True or False: Pregnant women are at increased risk of having side-effects from the vaccine.


I don't actually know the answer to this, but as a doctor and scientist, I know that we don't always have answers, but often extrapolate answers from existing evidence.

Here is what we know:

  1. Pregnant women do just fine after vaccines, including the 2 that we routinely recommend in pregnant (influenza vaccine and Tdap) and are not at increased risk of side effects.

  2. Certain vaccines contain a piece of a live virus, these vaccines are called live-attenuated vaccines. These may cause mild symptoms in healthy adults (a mild form of the illness). These are contraindicated in pregnancy. Why? Because pregnant women do WORSE when they get pretty much any infection. An example is the chickenpox vaccine. These are theoretical concerns: if you accidentally receive those kind of vaccines and didn't know you were pregnant, it is OK! Studies show no adverse events in these cases.

  3. COVID-19 vaccine does not contain a live virus. It is an mRNA virus. It contains a piece of RNA. When injected into the body, we form antibodies to this mRNA. When we get a COVID-19 infection, our body remembers prior exposure and antibody formation ramps up and attacks the surface of the SARS-CoV-2 virus before it can cause much damage.

True or False: The vaccine can cross the placenta and go to the fetus.

True (probably).

Most things we consume, including medications, foods, lotions, etc. have the potential to cross the placenta and get into the fetal circulation, as well as in breastmilk. Most medications, vaccines, herbal supplements cross over in tiny amounts. Like 1% of what you take can go to the baby. Some things we want to cross the placenta, such as folic acid and certain fetal treatments (such as an abnormal fetal rhythm).

Just because something crosses over (most things do), doesn't mean it will cause harm.

True or False: Healthy pregnant women are at normal risk of severe COVID-19 infection.


Healthy pregnant women are at increased risk of having a serious life-threatening COVID-19 infection. This includes increased risk of ICU admission, mechanical ventilation, extracorporeal membrane oxygenation (ECMO), and death. The CDC acknowledges that pregnancy alone is a high risk condition.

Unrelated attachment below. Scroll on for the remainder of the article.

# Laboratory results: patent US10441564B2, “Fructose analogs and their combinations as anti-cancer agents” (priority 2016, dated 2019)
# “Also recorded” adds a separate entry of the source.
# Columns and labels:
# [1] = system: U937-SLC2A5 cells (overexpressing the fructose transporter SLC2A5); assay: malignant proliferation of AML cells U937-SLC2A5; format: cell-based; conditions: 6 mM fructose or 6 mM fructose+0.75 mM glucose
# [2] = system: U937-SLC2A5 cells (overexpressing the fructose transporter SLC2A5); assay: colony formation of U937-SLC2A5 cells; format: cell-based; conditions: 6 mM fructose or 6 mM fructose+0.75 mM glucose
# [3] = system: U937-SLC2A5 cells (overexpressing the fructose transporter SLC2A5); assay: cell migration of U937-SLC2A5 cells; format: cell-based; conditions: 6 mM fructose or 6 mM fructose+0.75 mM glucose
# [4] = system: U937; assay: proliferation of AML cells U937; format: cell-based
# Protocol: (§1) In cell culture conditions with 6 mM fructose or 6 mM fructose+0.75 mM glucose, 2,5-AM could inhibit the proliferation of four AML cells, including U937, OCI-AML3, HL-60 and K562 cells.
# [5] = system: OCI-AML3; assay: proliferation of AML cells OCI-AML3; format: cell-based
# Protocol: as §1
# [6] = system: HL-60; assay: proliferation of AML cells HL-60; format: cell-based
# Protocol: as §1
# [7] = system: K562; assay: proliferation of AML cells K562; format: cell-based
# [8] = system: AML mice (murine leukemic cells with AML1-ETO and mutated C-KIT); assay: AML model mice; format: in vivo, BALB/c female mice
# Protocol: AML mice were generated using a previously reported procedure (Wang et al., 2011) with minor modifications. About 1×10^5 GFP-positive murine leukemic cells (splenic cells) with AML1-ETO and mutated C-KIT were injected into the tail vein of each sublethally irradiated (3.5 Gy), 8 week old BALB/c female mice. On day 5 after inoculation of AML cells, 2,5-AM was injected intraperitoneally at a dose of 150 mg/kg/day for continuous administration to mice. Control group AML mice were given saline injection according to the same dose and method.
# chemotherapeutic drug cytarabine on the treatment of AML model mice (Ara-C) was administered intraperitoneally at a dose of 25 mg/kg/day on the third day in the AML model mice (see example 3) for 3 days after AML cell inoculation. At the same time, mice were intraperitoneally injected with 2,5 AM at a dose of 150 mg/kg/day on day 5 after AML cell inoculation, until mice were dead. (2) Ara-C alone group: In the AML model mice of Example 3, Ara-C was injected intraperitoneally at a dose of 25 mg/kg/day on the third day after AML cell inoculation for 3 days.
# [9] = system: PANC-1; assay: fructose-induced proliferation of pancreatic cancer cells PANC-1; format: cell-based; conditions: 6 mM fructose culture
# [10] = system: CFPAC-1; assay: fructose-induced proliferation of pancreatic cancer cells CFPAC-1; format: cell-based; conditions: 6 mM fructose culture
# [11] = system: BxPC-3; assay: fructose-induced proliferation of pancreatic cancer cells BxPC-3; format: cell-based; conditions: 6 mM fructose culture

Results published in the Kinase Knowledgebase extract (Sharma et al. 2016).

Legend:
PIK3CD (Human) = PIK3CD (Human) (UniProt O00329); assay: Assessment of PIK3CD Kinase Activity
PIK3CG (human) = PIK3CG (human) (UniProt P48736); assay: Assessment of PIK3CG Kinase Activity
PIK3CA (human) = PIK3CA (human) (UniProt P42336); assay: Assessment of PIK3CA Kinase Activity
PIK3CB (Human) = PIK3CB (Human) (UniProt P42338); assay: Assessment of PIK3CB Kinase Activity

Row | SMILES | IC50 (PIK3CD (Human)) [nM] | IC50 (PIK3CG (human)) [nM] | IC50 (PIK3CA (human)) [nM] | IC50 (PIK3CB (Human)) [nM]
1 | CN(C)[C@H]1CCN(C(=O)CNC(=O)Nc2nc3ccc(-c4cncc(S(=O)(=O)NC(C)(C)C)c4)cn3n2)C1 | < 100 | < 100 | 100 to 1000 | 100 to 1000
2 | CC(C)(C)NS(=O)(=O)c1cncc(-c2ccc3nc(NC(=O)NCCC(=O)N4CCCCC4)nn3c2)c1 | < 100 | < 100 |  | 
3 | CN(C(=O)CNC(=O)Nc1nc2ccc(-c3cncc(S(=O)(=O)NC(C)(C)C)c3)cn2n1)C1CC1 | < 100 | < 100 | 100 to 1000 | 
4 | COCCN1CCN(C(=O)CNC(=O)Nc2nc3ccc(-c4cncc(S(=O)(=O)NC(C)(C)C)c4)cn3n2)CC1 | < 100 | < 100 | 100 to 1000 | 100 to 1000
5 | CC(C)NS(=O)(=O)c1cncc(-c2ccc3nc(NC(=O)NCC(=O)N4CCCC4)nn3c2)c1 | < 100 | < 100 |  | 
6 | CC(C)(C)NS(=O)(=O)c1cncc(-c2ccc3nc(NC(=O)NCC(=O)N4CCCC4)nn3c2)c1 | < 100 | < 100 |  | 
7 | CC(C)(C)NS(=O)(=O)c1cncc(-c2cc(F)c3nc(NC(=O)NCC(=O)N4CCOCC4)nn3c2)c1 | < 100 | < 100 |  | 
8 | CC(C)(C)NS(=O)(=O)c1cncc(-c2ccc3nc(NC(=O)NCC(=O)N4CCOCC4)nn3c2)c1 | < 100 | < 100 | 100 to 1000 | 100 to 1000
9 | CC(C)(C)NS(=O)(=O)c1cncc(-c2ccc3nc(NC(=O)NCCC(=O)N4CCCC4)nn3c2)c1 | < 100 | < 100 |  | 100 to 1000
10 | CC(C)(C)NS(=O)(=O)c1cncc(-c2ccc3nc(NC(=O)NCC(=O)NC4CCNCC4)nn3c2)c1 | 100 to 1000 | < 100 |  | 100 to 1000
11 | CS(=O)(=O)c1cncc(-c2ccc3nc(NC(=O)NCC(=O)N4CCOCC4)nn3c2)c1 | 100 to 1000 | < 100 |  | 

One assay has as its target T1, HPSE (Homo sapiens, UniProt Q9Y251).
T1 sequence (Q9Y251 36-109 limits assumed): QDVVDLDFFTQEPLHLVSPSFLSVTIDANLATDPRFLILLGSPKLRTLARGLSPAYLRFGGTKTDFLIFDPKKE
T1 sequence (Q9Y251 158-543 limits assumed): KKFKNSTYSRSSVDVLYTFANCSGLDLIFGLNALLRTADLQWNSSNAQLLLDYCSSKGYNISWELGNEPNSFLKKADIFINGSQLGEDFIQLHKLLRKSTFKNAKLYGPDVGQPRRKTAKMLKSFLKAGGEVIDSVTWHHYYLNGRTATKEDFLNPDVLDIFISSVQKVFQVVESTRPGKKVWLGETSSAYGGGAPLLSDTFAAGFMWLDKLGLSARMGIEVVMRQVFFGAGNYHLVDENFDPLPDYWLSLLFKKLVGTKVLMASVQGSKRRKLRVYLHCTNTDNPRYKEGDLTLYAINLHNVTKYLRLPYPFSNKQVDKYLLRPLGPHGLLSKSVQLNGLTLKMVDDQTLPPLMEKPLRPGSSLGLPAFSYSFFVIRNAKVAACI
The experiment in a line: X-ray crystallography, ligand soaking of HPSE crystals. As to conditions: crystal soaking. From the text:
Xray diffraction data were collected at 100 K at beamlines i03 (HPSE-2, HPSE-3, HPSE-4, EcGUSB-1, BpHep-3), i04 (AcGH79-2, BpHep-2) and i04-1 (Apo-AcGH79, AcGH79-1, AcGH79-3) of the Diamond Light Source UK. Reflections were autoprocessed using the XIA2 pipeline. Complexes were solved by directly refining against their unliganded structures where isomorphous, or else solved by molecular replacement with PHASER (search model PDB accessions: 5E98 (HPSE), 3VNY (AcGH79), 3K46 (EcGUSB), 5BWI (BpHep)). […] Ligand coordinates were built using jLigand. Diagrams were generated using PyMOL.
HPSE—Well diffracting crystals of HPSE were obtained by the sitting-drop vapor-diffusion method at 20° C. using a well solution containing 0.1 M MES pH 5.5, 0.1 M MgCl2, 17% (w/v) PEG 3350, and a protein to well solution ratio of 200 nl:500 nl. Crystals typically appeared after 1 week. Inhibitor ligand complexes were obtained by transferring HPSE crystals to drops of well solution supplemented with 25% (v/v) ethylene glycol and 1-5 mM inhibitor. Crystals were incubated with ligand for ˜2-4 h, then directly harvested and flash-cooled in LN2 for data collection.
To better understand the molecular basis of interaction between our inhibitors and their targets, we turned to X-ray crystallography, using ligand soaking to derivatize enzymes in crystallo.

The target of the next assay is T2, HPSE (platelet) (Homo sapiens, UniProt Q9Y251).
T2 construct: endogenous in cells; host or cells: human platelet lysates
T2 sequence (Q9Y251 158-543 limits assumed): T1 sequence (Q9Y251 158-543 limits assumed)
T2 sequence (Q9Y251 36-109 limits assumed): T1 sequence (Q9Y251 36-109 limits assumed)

True or False: The fetus is unaffected by COVID-19 infection in the mother.


While COVID-19 probably does not cross the placenta and cause a congenital infection in the baby like CMV does, it definitely affects the fetus. Studies show that maternal COVID-19 increases risk of stillbirth, preterm birth and cesarean delivery. Heck, I even did a meta-analysis on this!

True or False: The COVID-19 vaccine is protective for the fetus.

True (maybe).

The vaccine's job is to generate antibodies. Some of these antibodies cross the placenta (especially IgG).

We give Tdap vaccine for just this reason: the patient generates antibodies against the Whooping Cough Virus, passes it along to her fetus, and the newborn is now protected from a potentially deadly infection. This is called passive immunity. Influenza vaccine works the same way but the main reason is that pregnant people at at 40% increased risk of getting VERY sick from influenza.

Vaccines... such a beautiful thing to gift your child.

True or False: I can still decline the vaccine.


This is elective. No one is mandating you to get a vaccine. I will support your decision, and your doctor should, too.

Resources and References

The hyperlinks below will take you to important documents!

  1. American College of Obstetricians and Gynecologists statement on Vaccinating Pregnant and Lactating Patients Against COVID-19.

  2. Society of Maternal Fetal Medicine COVID-19 resources.

  3. Center for Disease Control and Prevention on COVID-19 and pregnancy.

  4. Center for Disease Control and Prevention on COVID-19 vaccine.

  5. Center for Disease Control and Prevention on Vaccines in pregnancy.

  6. Royal College of Obstetricians and Gynecologists: updated advice on COVID-19 vaccine in pregnant and breastfeeding women. (accessed 1/5/2021)

If you have any questions, leave them below!

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It takes many hours to get content out, I do this in my non-existent free time, for free. Your engagement will help me know to keep putting it out there.

#covid #covidpregnancy #covidinpregnancy #covidvaccine #coronavirus